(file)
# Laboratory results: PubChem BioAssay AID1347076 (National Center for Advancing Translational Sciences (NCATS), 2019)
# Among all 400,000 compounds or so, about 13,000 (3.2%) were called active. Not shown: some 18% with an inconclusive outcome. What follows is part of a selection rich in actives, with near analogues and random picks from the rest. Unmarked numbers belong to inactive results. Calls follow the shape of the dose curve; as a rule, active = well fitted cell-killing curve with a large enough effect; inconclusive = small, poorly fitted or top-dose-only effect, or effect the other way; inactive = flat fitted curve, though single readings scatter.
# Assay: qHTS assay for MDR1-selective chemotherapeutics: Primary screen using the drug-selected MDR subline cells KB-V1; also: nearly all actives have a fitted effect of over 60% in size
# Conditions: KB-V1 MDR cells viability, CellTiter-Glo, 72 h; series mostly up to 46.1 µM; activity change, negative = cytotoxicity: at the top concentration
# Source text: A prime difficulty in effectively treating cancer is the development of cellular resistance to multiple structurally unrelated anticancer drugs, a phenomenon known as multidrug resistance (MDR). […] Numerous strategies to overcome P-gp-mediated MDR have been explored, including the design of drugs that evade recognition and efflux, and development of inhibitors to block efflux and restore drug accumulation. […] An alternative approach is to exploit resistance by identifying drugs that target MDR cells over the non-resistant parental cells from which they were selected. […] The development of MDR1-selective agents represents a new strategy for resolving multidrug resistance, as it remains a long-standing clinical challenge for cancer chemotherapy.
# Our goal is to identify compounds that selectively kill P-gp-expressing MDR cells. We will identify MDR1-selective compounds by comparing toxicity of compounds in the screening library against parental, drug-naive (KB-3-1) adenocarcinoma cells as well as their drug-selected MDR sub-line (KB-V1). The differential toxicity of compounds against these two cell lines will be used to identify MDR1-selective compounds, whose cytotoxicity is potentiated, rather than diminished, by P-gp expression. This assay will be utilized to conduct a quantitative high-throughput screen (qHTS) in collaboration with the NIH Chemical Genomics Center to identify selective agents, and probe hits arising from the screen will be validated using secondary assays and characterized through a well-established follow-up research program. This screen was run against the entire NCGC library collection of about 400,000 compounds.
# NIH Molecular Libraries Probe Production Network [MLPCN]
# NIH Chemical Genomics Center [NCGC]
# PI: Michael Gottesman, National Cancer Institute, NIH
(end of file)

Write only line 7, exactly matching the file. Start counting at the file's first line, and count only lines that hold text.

# NIH Molecular Libraries Probe Production Network [MLPCN]